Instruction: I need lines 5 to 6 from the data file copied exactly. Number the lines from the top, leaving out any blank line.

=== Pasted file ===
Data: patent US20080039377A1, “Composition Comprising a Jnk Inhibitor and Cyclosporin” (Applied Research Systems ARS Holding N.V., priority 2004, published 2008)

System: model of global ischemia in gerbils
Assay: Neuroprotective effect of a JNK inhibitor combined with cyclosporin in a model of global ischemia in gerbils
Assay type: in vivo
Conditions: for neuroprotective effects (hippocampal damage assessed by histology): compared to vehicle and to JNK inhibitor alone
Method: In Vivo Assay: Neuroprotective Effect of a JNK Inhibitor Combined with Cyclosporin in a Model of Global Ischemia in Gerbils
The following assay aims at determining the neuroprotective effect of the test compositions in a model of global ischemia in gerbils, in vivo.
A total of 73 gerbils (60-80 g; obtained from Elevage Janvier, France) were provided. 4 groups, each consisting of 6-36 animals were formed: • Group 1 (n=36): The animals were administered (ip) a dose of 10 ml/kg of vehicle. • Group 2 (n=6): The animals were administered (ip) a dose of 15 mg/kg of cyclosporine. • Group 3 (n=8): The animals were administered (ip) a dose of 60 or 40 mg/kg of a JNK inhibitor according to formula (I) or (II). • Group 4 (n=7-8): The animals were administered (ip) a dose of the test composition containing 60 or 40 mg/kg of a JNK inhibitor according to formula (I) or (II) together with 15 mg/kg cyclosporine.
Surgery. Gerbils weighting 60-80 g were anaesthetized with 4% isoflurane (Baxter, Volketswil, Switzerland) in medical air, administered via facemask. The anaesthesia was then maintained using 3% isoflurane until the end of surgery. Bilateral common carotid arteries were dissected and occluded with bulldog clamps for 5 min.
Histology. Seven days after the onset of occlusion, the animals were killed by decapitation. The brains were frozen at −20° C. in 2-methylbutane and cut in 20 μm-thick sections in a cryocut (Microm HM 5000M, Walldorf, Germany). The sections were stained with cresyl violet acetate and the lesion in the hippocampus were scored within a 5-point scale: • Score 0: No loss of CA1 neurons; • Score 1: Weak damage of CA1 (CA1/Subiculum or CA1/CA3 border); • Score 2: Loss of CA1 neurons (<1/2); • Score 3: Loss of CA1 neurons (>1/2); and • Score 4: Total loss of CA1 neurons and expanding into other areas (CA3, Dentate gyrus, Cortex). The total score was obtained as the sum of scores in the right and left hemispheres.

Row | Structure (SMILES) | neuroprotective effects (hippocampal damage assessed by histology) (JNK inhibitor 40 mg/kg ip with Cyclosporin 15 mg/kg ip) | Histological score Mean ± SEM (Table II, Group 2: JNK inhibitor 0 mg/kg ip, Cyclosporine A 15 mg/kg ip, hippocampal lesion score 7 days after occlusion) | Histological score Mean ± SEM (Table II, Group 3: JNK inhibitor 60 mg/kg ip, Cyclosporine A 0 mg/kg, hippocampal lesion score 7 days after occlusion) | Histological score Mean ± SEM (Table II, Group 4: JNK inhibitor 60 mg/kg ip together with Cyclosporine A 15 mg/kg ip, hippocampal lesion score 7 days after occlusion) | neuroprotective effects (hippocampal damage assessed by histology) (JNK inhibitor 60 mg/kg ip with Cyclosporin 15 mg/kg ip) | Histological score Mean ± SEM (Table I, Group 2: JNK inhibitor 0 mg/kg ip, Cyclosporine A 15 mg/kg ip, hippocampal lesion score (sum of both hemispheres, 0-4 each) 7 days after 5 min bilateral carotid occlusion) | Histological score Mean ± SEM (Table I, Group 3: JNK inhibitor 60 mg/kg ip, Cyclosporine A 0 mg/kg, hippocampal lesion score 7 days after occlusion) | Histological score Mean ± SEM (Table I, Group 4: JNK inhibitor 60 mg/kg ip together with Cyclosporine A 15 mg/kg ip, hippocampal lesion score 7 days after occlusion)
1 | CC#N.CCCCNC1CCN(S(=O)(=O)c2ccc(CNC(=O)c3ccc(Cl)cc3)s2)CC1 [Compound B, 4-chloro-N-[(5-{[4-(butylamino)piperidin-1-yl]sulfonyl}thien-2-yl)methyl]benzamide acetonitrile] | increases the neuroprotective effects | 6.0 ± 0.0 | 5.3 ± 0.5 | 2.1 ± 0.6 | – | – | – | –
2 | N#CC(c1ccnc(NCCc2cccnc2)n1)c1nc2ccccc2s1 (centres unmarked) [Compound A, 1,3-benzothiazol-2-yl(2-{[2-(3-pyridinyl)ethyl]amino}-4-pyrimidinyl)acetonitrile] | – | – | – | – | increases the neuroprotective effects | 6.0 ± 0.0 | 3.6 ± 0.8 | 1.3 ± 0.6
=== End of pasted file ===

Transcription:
Conditions: for neuroprotective effects (hippocampal damage assessed by histology): compared to vehicle and to JNK inhibitor alone
Method: In Vivo Assay: Neuroprotective Effect of a JNK Inhibitor Combined with Cyclosporin in a Model of Global Ischemia in Gerbils